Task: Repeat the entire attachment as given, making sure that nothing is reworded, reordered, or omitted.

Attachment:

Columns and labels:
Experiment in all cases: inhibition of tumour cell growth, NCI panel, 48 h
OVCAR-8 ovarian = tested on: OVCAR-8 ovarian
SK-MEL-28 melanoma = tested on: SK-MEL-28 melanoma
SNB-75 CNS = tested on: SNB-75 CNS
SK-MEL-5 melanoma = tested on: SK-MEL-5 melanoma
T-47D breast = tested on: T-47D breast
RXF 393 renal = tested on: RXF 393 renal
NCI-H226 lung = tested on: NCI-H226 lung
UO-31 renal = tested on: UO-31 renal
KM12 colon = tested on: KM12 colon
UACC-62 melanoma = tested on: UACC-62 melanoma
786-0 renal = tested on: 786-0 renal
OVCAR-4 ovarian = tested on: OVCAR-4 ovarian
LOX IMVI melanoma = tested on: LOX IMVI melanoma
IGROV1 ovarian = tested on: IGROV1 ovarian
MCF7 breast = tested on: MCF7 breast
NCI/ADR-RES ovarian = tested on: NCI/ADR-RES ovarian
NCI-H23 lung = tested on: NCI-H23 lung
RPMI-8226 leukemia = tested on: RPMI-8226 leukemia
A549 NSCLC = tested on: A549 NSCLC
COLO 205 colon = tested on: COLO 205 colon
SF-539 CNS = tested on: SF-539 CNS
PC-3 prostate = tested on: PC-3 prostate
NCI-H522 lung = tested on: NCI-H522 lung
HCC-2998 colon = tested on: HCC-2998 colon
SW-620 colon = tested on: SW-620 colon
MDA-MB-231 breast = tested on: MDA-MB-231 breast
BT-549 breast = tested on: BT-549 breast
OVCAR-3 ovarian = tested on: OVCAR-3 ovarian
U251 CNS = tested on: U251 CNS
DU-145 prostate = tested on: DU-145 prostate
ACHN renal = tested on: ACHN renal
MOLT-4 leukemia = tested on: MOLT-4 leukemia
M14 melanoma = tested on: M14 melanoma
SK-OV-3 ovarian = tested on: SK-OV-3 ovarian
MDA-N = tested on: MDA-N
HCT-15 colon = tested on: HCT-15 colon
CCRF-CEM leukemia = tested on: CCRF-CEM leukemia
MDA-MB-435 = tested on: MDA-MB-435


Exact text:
Columns and labels:
Experiment in all cases: inhibition of tumour cell growth, NCI panel, 48 h
OVCAR-8 ovarian = tested on: OVCAR-8 ovarian
SK-MEL-28 melanoma = tested on: SK-MEL-28 melanoma
SNB-75 CNS = tested on: SNB-75 CNS
SK-MEL-5 melanoma = tested on: SK-MEL-5 melanoma
T-47D breast = tested on: T-47D breast
RXF 393 renal = tested on: RXF 393 renal
NCI-H226 lung = tested on: NCI-H226 lung
UO-31 renal = tested on: UO-31 renal
KM12 colon = tested on: KM12 colon
UACC-62 melanoma = tested on: UACC-62 melanoma
786-0 renal = tested on: 786-0 renal
OVCAR-4 ovarian = tested on: OVCAR-4 ovarian
LOX IMVI melanoma = tested on: LOX IMVI melanoma
IGROV1 ovarian = tested on: IGROV1 ovarian
MCF7 breast = tested on: MCF7 breast
NCI/ADR-RES ovarian = tested on: NCI/ADR-RES ovarian
NCI-H23 lung = tested on: NCI-H23 lung
RPMI-8226 leukemia = tested on: RPMI-8226 leukemia
A549 NSCLC = tested on: A549 NSCLC
COLO 205 colon = tested on: COLO 205 colon
SF-539 CNS = tested on: SF-539 CNS
PC-3 prostate = tested on: PC-3 prostate
NCI-H522 lung = tested on: NCI-H522 lung
HCC-2998 colon = tested on: HCC-2998 colon
SW-620 colon = tested on: SW-620 colon
MDA-MB-231 breast = tested on: MDA-MB-231 breast
BT-549 breast = tested on: BT-549 breast
OVCAR-3 ovarian = tested on: OVCAR-3 ovarian
U251 CNS = tested on: U251 CNS
DU-145 prostate = tested on: DU-145 prostate
ACHN renal = tested on: ACHN renal
MOLT-4 leukemia = tested on: MOLT-4 leukemia
M14 melanoma = tested on: M14 melanoma
SK-OV-3 ovarian = tested on: SK-OV-3 ovarian
MDA-N = tested on: MDA-N
HCT-15 colon = tested on: HCT-15 colon
CCRF-CEM leukemia = tested on: CCRF-CEM leukemia
MDA-MB-435 = tested on: MDA-MB-435